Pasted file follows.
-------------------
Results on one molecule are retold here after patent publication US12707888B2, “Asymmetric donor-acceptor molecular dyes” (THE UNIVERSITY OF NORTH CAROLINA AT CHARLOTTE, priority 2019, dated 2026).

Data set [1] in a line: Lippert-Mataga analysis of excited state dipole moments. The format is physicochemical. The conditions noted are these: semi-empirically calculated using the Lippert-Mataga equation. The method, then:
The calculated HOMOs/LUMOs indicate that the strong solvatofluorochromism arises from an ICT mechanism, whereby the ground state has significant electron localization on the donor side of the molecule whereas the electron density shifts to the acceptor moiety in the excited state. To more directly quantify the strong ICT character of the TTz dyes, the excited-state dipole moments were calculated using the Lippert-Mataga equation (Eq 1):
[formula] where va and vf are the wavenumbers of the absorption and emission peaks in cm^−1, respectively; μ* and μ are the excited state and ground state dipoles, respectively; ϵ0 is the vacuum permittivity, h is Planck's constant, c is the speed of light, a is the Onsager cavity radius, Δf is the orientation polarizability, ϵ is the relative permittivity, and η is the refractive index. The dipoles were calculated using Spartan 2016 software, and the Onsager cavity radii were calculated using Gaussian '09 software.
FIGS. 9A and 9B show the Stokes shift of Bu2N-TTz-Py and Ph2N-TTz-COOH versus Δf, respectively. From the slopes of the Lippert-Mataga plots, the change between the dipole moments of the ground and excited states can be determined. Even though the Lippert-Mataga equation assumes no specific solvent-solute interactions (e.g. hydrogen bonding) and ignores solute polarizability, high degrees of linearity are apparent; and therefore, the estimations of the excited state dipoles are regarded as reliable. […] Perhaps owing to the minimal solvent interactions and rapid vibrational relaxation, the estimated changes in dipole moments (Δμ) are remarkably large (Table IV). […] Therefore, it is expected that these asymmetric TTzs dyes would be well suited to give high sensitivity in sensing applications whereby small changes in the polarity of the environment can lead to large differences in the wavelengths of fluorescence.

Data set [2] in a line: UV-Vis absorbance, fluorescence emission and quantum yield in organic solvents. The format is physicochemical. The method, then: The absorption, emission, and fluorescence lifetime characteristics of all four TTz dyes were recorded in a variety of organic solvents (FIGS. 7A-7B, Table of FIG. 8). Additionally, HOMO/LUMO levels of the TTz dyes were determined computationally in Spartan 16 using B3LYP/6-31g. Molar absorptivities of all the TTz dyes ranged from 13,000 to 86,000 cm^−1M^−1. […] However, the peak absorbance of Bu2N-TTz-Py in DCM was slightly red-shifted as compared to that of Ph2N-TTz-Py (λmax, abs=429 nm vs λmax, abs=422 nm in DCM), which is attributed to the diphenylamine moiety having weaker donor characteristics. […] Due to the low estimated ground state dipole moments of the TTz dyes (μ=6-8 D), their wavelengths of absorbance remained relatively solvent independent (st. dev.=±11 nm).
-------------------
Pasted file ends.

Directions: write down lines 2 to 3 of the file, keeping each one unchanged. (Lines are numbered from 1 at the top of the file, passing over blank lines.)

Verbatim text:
Data set [1] in a line: Lippert-Mataga analysis of excited state dipole moments. The format is physicochemical. The conditions noted are these: semi-empirically calculated using the Lippert-Mataga equation. The method, then:
The calculated HOMOs/LUMOs indicate that the strong solvatofluorochromism arises from an ICT mechanism, whereby the ground state has significant electron localization on the donor side of the molecule whereas the electron density shifts to the acceptor moiety in the excited state. To more directly quantify the strong ICT character of the TTz dyes, the excited-state dipole moments were calculated using the Lippert-Mataga equation (Eq 1):